Sarah Palin has issued a statement saying that journalists and pundits who criticize her rhetoric are bowing to the concept of "blood libel", link here. That concept has little or no relevance in US law.
Friday, January 07, 2011
"Implicit content" issue likely to become an increasing problem for "amateur" bloggers (when functioning as journalists)
One is the government’s proclivity to pick on a few things and blow them out of proportion, to protect itself. Government has been saying that anyone who links to or even reads Wikileaks threatens the lives of civilians overseas – no, it’s the original leak of operationally critical information that endangers people overseas, not ordinary speakers, even regular journalists. This was settled with “Pentagon Papers”.
Another is the difficulty in pinning down what is really “confidential”. Identification of private stakeholders (and their PII) or of trade secrets obviously is wrong, but someone with access to any sort of confidential and non-public information might be giving out hints as to what future public information will be by expressing opinions. It’s a very gray area. It could lead to much stricter guides for “pre-publication review” for holders of many jobs, of almost anything they post. And remember, many of the concerns will be "prospective" (even a personal journalistic "purpose").
Facebook has tried to say that it is about social cohesion, not publication; but one can parse or inverse the news feeds of Facebook and see they are blogs, that can go viral easily. One can even say that about Twitter; over time, the mass of a person’s posts adds up to something. (Yup, compute “A” + “K”).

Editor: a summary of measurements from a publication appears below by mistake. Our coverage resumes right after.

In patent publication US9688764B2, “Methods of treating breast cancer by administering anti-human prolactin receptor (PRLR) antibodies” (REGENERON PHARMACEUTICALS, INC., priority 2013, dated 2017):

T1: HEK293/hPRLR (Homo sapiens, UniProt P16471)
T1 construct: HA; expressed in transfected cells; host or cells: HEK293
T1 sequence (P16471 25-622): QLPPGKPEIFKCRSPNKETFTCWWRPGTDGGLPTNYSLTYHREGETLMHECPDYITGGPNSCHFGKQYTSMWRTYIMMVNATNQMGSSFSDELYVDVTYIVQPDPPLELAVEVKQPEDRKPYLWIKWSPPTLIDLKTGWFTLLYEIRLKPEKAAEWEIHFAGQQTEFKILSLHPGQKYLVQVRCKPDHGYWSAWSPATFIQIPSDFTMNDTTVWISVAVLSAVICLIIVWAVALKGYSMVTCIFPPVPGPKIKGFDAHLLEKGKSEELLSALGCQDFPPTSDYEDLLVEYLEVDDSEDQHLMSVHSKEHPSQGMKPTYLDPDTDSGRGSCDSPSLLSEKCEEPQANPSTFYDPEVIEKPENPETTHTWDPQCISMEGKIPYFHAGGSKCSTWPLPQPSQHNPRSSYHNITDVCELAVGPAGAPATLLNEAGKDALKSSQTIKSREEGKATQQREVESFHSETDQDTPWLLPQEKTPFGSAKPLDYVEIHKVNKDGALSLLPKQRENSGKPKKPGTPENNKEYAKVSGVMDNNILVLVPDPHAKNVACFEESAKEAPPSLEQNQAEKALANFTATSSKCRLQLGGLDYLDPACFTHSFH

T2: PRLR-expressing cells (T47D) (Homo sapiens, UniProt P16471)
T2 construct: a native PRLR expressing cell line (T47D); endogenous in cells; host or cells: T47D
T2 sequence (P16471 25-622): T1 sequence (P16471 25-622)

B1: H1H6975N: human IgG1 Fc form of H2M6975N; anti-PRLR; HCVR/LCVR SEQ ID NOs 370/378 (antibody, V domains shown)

Thursday, January 06, 2011
In the past few days, financial papers have been reporting on the arrangements by which Facebook remains a private company but attracts more investors, implying that there is some controversy. Privately-held companies do not have to report as “much”, and the tendency in recent times is for many successful tech companies to want to remain private.
Kathleen Pender has a typical story in the San Francisco Chronicle, (website url) here.
Companies with fewer than 500 shareholders (including institutions) may remain private.
The biggest psychological reason for remaining private may be freedom: “I do what I want.” This has, to say it in a kindly way, been somewhat Facebook’s position, even if it maintains it is benevolent. I experience the same sort of feeling about my own online publishing activity, and even plans for a film. I know the feeling. Once you're publicly traded, you're first priority isn't self-expression, it's profit.
A private investor in Facebook needs a large wad of cash, and is subject to certain other restrictions. According to news reports, some newer employees stock options become valuable only if the company goes public or certain other special events happen.